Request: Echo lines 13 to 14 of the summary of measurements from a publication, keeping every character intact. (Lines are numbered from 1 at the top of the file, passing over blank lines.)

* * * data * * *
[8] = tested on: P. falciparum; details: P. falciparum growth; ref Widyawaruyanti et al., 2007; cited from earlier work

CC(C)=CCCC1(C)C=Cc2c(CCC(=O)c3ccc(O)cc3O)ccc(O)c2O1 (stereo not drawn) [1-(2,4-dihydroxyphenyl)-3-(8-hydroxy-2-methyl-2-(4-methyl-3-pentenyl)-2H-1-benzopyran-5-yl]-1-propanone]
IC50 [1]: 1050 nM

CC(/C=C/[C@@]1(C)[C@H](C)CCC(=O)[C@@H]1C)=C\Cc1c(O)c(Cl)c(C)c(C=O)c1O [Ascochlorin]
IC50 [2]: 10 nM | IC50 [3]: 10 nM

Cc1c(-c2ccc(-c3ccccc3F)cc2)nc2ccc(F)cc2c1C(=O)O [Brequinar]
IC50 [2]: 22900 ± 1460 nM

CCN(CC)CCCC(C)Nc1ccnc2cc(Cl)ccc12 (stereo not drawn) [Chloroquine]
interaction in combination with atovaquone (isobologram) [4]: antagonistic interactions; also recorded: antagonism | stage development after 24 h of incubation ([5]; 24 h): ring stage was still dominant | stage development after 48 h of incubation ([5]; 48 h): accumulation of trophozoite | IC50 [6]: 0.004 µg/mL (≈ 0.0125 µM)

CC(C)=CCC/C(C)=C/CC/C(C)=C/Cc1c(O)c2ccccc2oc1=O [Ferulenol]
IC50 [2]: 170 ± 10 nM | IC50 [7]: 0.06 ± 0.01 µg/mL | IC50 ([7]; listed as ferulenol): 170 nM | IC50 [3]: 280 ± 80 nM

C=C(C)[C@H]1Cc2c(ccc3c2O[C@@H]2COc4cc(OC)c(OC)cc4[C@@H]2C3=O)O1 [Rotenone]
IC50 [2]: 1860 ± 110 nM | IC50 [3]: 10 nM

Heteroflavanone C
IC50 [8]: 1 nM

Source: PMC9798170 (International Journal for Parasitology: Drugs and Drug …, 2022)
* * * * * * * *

IC50 [2]: 1860 ± 110 nM | IC50 [3]: 10 nM

Heteroflavanone C